More than 106,000 people have now signed a petition protesting controversial changes to the state pension which will hit hundreds of thousands of women aged 55-65. MPs will decide if the petition should be granted a second parliamentary debate after an existing debate already scheduled for tomorrow (7 January).
The petition, which was last month backed by MoneySavingExpert, calls on the Government to step in and help those born in the 1950s who will have to wait longer than expected to receive their state pension due to rises in the state pension age.
When parliamentary petitions hit 100,000 signatures they are highly likely to be debated in Parliament, though they need to receive the backing of the Petitions Committee, which is made up of 11 backbench MPs from different parties.
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However in this case the situation is more complicated. A backbench parliamentary debate has already been scheduled on the issue for this Thursday (7 January), led by the Scottish National Party MP Mhairi Black. The Pensions Committee has now said it will consider the petition following this debate and decide whether it requires further debate.
Why will some women lose out under the state pension changes?
There are two separate increases of the state pension age currently underway.
- Under the 1995 Pensions Act, the Government decided the pension ages of men and women would be equalised by 2020. Previously, women retired at 60 and men at 65.
- In 2011 the state pension age for both men and women was raised to 66.
These changes mean women born after 5 April 1950 will receive their state pensions later than expected – in some cases six years later.
Many women who had been expecting to start drawing their state pensions between 2016 and 2020 only found out in 2011 – with the additional change in state pension ages – that they would face a delay.
Some women have argued they weren't informed of the rise in their state pension age at all. The action group Women Against State Pension Inequality (WASPI) organised the petition, and claims women affected by the changes haven't been left with much time to make alternative plans. It says existing retirement plans have been "shattered with devastating consequences".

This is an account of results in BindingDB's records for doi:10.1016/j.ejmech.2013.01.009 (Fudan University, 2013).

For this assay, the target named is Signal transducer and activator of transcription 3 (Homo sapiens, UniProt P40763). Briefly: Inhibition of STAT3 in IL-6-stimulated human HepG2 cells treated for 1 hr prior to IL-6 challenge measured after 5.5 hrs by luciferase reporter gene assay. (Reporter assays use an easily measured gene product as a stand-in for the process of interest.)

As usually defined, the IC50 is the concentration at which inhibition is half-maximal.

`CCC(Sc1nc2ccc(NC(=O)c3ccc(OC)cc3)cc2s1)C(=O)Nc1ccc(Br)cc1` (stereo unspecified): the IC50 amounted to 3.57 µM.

However the Department for Work and Pensions says it did take appropriate steps to notify women of the changes and insists "all women affected have been directly contacted".
Which age brackets are most affected?
The date on which you'll receive your state pension depends on exactly when you were born – the Government has published full state pension age timetables here. But in brief:
- Women born after 5 April 1950 are affected by the equalisation of the state pension age to 65 (following the changes in the 1995 Pensions Act).
- Women born between 6 April 1953 and 5 October 1954 are affected by both the equalisation of the state pension age to 65 and the rise of the state pension age to 66.
- Women born between 6 October 1954 and 5 April 1960 will see their state pension age rise to 66.
- The next rise in the state pension age, to 67, will apply to men and women born after 6 March 1961 (and be phased in for those born between 6 April 1960 and 5 March 1961).
In November last year Sarah Pennells, founder of SavvyWoman.co.uk, warned in a guest comment on MoneySavingExpert.com that many of those affected have been left with little time to try to plug their savings.